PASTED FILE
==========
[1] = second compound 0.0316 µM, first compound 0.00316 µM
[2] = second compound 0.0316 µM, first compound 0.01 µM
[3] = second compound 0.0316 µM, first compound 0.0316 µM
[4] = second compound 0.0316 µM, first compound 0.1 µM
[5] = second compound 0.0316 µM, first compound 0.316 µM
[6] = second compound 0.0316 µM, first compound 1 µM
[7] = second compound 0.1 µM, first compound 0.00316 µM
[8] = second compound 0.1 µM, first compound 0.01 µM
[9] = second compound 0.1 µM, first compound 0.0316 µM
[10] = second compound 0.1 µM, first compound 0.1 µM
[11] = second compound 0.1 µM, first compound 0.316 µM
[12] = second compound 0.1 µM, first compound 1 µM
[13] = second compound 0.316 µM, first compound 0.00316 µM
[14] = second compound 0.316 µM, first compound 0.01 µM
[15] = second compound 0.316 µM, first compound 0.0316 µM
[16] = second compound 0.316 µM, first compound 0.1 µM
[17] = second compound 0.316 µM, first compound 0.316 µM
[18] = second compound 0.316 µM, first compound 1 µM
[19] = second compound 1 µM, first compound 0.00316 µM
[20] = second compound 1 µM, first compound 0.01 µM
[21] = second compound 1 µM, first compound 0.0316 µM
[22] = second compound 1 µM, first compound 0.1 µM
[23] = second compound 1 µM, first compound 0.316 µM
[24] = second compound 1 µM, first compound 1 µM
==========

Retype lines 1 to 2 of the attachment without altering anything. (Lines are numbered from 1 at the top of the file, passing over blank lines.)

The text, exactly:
[1] = second compound 0.0316 µM, first compound 0.00316 µM
[2] = second compound 0.0316 µM, first compound 0.01 µM